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Divided We Stand

Divided We Stand
New book about the 2020 election.

Friday, September 12, 2014

Republicans, Democrats, and the 2014 Midterm

Pew reports that Republican and Democratic differ on the importance of key issues:
Foreign policy, the budget deficit and immigration are among the most dominant issues for Republican voters; each is named by 70% or more as “very important” to their vote in the fall. But only about half of Democratic voters say each of these issues are very important to their vote decisions.
In contrast, both the environment and economic inequality rate as very important to about seven-in-ten Democratic voters—but no more than about four-in-ten Republicans.
The latest national survey by the Pew Research Center, conducted Sept. 2-9 among 2,002 adults (including 1,552 registered voters), finds that terrorism and the economy are top issues for both Republican and Democratic voters, though in both cases they rate as more important for Republicans than Democrats.
Health care also remains a key issue for voters in both parties this fall, with 77% saying it is very important to their vote. Democratic voters are more likely than Republican voters (80% vs. 75%) to say health care will be very important to their vote in November.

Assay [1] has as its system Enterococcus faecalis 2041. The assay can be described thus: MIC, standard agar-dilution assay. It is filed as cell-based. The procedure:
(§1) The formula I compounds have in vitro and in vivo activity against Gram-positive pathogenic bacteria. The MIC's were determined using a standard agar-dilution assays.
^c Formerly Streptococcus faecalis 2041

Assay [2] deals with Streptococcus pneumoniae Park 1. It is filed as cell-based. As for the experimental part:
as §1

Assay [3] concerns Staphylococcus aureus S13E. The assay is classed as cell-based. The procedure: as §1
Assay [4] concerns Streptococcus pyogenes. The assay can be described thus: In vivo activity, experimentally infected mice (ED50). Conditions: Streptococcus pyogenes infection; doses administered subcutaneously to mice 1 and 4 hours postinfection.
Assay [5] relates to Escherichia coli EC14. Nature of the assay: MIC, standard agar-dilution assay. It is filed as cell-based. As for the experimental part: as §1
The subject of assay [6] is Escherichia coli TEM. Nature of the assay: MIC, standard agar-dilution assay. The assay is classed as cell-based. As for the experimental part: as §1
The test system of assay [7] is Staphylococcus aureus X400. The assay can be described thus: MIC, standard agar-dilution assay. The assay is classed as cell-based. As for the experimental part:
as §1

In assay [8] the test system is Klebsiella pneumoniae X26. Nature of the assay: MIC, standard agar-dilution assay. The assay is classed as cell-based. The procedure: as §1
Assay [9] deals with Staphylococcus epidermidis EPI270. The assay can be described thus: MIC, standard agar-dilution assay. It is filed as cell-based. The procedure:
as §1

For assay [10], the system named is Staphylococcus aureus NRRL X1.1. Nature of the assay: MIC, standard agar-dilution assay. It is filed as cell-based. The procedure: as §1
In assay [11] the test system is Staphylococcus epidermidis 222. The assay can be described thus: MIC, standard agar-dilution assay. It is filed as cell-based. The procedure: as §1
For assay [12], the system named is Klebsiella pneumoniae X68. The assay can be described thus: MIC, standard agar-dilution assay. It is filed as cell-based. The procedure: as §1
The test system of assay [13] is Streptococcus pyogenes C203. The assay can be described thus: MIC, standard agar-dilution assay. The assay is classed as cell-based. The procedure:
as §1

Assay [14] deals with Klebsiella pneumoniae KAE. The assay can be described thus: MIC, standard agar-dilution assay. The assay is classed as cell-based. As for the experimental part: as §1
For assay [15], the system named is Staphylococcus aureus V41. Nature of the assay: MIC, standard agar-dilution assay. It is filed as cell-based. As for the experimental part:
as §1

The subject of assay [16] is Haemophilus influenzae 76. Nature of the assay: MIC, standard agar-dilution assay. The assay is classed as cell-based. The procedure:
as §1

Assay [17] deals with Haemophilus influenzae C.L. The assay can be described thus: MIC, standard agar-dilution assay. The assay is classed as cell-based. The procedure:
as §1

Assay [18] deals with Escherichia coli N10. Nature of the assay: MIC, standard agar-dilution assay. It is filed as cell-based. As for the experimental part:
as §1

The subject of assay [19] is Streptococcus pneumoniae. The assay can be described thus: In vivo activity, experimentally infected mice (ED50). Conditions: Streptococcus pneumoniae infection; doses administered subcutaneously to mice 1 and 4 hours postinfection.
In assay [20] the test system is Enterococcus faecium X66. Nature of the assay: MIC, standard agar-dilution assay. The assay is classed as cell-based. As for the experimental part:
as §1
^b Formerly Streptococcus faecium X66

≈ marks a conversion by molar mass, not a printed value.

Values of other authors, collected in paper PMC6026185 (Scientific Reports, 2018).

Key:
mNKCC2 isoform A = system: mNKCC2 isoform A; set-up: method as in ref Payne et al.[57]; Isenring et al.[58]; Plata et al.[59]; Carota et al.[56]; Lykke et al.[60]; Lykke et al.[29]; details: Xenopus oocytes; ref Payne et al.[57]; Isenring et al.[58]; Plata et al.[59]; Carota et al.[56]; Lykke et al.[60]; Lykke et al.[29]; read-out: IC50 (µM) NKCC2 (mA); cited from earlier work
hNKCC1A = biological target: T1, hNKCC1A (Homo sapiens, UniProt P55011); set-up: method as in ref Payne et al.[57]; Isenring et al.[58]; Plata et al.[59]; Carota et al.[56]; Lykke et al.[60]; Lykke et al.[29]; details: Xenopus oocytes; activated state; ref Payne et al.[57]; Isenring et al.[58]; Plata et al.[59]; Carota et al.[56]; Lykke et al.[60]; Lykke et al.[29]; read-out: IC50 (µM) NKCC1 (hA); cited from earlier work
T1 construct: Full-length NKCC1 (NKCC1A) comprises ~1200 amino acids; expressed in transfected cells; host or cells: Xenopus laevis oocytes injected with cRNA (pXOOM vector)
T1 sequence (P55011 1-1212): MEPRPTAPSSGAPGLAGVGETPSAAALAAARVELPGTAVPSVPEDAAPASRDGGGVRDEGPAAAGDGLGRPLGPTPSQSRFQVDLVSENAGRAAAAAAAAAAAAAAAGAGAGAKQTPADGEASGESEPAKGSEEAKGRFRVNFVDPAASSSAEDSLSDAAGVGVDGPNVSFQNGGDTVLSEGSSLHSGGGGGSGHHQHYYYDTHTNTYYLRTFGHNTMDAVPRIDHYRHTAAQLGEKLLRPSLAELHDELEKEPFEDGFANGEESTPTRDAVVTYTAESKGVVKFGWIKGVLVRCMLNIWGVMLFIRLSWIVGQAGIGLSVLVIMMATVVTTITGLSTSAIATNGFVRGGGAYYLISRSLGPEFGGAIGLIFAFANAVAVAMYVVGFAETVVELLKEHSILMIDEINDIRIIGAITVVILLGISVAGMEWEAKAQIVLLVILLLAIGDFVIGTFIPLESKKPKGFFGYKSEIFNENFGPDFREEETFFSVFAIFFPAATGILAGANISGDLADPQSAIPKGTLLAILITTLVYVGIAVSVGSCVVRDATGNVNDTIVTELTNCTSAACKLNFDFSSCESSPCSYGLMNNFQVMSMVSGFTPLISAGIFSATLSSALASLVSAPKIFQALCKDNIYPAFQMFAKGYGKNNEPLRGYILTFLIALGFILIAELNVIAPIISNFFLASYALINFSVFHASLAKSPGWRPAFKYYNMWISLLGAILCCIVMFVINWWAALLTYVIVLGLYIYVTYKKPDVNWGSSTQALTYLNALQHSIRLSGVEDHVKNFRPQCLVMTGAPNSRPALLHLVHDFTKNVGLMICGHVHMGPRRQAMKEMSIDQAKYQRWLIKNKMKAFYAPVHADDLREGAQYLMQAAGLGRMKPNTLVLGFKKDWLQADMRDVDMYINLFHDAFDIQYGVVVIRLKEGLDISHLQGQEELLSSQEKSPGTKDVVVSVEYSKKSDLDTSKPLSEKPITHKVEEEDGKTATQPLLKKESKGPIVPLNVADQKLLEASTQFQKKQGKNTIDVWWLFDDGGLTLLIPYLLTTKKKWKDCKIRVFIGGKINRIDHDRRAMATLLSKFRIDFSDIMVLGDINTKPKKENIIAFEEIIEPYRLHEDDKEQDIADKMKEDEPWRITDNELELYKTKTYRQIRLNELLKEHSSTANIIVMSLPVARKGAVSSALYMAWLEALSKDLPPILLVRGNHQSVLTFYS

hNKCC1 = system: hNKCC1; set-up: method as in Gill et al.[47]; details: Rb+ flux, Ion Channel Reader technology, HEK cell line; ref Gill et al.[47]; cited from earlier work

Overall, opinions of the Affordable Care Act have changed little over the past year. Currently, 44% approve of the law, while 52% disapprove.
The survey also finds that GOP voters continue to be more engaged with the midterm election than Democrats. Republican voters are 15 points more likely than Democrats to say they’ve given a lot of thought to the election, and 12 points more likely to say they definitely will vote. GOP voters also express more enthusiasm for voting in the upcoming midterm than their Democratic counterparts.
As a result, while the so-called “generic ballot” slightly favors the Democrats (47% of voters say they plan to vote for the Democratic candidate or lean toward the Democrat, while 42% say they plan to vote for the Republican or lean Republican), the likely electorate is more favorable to Republican candidates than the overall electorate. When the generic ballot is narrowed to a subset of voters most likely to cast votes in November (1,150 likely voters), the result is more divided: 44% support the Democratic candidate, 47% support the Republican candidate.